A still from the NBC coverage of Adelina Sotnikova's surprising winning skate at the 2014 Olympics.
There are two ways to succeed at sports: by being memorable, or by winning.
Note that one achievement does not necessarily imply the other, and that in some sports the two can even be mutually exclusive. In a year’s time, ask the average American which athletes medaled at the bobsled events in Sochi, and then if they can remember which country’s lovably low-ranking bobsled team was the focus of the movie Cool Runnings. (Jamaica’s two-man bobsled team also qualified at this year’s games, ultimately finishing dead last. Now, quick: tell me who won the gold.)
Sad as I am to write this, it must be said: the Olympics are almost over. Part of me is thankful for this, as I’ve watched more hours of TV in the past week than my body or brain can adequately handle. As always, I have found the Olympics to be patronizing, exhausting, and simultaneously bloated and skimpy. And I also know that I will be desperately sad to see them go.
The most competitive sport in the Olympics, I would argue, is storytelling. Everything from the opening ceremony to the national uniforms athletes wear is carefully planned to create a specific story about the unique identity of countries (I'm not sure what story Norway's curling team uniforms are telling, but I know it would for sure involve a sweet soundtrack).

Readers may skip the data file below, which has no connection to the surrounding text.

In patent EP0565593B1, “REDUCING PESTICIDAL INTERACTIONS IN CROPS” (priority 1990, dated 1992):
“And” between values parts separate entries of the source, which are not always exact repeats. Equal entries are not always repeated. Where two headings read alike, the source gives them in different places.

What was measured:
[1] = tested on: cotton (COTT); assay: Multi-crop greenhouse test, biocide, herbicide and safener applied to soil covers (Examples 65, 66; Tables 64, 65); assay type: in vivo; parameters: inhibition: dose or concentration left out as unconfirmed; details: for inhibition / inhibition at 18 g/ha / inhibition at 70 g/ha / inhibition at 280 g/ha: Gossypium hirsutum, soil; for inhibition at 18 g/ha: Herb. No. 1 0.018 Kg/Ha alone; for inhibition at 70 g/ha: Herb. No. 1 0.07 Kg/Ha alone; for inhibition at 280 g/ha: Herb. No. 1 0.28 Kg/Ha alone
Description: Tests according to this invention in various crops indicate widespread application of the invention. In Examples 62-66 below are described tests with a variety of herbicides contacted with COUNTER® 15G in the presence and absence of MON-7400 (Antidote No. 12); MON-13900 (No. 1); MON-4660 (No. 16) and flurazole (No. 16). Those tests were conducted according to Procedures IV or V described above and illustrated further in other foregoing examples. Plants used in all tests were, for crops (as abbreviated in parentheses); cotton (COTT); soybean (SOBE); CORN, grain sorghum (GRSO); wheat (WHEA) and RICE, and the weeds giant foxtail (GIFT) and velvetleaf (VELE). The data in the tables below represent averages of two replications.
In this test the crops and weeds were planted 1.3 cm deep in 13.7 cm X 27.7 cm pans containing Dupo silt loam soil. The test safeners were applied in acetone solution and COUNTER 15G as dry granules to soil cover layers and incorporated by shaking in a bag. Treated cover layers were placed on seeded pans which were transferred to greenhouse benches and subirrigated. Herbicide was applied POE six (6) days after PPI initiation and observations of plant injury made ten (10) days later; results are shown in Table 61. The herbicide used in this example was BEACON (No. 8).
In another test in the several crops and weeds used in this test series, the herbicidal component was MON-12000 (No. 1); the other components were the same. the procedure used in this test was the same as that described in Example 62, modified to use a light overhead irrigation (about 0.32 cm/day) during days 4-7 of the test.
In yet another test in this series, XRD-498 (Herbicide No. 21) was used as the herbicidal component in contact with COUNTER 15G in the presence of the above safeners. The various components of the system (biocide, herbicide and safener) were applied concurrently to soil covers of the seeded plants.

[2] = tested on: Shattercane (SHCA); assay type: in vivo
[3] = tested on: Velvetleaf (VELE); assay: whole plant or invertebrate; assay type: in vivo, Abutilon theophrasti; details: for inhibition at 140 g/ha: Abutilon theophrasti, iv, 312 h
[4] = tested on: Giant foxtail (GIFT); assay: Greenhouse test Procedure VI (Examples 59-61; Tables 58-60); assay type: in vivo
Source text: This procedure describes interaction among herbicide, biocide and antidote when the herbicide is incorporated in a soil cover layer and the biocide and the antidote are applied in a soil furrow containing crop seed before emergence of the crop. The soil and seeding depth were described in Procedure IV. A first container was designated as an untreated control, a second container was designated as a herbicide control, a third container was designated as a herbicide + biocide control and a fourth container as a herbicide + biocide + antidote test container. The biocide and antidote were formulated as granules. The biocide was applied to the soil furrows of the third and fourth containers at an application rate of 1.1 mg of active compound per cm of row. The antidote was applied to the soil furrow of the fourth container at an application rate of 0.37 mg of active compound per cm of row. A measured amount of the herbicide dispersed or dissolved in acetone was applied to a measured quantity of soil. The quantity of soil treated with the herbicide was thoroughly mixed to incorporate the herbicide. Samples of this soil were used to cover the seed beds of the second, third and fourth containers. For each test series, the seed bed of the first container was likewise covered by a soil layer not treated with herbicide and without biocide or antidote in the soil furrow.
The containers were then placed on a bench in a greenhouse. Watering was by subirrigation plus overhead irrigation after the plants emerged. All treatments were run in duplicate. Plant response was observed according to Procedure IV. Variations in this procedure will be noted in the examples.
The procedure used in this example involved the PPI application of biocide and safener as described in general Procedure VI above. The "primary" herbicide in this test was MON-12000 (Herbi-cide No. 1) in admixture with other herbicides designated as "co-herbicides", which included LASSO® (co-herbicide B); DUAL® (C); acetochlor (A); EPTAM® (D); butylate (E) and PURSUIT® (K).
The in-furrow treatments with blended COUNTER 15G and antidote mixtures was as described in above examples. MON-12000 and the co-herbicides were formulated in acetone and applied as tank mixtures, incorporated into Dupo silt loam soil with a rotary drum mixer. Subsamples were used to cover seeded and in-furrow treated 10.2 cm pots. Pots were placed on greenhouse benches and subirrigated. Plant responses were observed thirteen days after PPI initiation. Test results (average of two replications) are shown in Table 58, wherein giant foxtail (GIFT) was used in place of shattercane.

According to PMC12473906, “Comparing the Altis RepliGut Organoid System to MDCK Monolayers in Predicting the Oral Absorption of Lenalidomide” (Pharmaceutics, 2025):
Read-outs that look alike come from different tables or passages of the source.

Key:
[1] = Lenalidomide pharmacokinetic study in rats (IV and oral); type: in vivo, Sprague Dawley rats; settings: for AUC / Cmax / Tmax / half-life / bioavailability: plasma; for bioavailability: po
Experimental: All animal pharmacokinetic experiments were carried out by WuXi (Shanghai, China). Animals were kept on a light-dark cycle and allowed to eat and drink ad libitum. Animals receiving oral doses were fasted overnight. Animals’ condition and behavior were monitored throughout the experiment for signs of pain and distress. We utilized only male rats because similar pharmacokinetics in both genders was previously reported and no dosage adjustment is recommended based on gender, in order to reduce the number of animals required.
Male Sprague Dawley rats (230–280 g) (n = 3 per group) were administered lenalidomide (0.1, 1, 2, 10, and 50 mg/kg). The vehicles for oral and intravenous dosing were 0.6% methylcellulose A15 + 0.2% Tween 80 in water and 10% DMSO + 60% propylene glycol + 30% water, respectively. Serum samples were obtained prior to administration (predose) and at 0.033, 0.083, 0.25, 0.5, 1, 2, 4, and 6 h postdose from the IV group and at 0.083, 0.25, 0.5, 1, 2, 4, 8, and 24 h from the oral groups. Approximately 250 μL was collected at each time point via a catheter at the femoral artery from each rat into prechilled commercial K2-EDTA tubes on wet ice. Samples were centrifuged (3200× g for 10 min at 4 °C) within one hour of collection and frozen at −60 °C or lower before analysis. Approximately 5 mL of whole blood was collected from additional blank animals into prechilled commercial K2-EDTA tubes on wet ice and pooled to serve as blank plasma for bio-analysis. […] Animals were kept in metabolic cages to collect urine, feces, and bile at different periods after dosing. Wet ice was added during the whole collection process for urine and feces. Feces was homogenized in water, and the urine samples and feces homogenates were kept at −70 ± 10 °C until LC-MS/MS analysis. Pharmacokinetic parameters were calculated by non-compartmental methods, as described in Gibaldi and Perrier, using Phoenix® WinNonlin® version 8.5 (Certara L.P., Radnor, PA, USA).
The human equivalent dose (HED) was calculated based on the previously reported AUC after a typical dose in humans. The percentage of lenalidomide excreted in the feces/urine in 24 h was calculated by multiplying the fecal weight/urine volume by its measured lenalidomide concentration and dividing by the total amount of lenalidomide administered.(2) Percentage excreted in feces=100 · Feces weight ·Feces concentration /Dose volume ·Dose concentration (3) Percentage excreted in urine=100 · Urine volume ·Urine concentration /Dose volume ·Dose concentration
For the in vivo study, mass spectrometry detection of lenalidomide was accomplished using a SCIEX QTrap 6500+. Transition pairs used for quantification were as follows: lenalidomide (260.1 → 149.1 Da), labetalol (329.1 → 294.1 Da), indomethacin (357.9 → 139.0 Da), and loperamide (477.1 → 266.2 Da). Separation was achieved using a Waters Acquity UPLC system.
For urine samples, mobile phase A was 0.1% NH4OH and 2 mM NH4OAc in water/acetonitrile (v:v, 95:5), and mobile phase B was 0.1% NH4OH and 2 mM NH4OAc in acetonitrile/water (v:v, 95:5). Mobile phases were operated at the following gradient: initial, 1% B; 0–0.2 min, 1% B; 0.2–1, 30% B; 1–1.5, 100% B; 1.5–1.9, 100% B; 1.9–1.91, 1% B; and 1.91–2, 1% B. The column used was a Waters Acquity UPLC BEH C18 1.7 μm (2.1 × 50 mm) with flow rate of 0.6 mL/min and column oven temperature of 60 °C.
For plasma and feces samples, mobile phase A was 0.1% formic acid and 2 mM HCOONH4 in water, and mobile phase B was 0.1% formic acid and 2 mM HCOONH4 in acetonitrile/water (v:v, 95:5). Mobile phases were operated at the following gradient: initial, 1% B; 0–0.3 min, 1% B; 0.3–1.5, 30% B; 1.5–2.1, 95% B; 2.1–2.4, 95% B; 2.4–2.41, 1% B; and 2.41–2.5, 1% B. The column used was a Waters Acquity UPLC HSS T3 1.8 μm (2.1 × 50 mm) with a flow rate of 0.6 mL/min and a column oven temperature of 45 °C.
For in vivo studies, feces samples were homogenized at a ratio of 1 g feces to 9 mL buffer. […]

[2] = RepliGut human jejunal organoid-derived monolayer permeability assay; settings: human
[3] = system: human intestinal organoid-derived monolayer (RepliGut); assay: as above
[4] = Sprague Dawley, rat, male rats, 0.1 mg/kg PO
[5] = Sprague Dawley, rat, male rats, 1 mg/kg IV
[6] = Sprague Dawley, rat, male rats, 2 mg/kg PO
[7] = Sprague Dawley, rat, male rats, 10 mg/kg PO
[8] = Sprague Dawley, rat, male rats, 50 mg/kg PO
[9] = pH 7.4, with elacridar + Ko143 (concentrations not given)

This show explores the spectacle of Olympic narratives. First, figure skating enthusiasts Andi Zeisler and Sarah Marshall talk about media coverage of female figure skaters, specifically revisiting the Tonya Harding and Nancy Kerrigan scandal. Then, I dig in to how Olympic host cities make themselves over to create a shinier version of themselves for the international spotlight. Finally, we talk with Russian queer studies scholar Roman Utkin on the impact of the Olympics on LGBT politics in Russia.
Before you tune into the Olympics next week, listen to the show and excerpts below! A transcript is below the cut.
Ashley Wagner is a two-time national champion who missed qualifying for the 2010 Olympic team by a hair, a story that was emphasized by the background commentary in this year's Nationals. Her nerves were apparent at the Nationals, and her long program seemed irrevocably marred by two falls. But Wagner was a lock for the Olympic team for one crucial reason—what NBC, the network broadcasting the Olympics, needs more than champion skaters is a good story.